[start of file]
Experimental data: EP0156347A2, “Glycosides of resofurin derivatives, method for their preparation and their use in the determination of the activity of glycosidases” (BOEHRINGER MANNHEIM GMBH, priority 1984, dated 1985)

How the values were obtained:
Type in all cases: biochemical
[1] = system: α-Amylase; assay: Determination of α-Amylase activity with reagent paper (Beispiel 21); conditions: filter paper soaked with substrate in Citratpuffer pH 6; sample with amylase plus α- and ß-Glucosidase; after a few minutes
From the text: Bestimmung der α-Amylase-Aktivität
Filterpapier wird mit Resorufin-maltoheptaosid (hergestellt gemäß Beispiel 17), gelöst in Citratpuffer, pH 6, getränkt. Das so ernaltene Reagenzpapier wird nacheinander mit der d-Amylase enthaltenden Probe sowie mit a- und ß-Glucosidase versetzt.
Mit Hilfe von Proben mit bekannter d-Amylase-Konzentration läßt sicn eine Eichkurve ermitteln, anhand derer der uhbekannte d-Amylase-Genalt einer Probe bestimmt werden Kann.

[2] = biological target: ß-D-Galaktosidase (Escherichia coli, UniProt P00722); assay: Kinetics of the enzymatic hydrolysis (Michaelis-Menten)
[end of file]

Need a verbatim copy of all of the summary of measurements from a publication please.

Experimental data: EP0156347A2, “Glycosides of resofurin derivatives, method for their preparation and their use in the determination of the activity of glycosidases” (BOEHRINGER MANNHEIM GMBH, priority 1984, dated 1985)

How the values were obtained:
Type in all cases: biochemical
[1] = system: α-Amylase; assay: Determination of α-Amylase activity with reagent paper (Beispiel 21); conditions: filter paper soaked with substrate in Citratpuffer pH 6; sample with amylase plus α- and ß-Glucosidase; after a few minutes
From the text: Bestimmung der α-Amylase-Aktivität
Filterpapier wird mit Resorufin-maltoheptaosid (hergestellt gemäß Beispiel 17), gelöst in Citratpuffer, pH 6, getränkt. Das so ernaltene Reagenzpapier wird nacheinander mit der d-Amylase enthaltenden Probe sowie mit a- und ß-Glucosidase versetzt.
Mit Hilfe von Proben mit bekannter d-Amylase-Konzentration läßt sicn eine Eichkurve ermitteln, anhand derer der uhbekannte d-Amylase-Genalt einer Probe bestimmt werden Kann.

[2] = biological target: ß-D-Galaktosidase (Escherichia coli, UniProt P00722); assay: Kinetics of the enzymatic hydrolysis (Michaelis-Menten)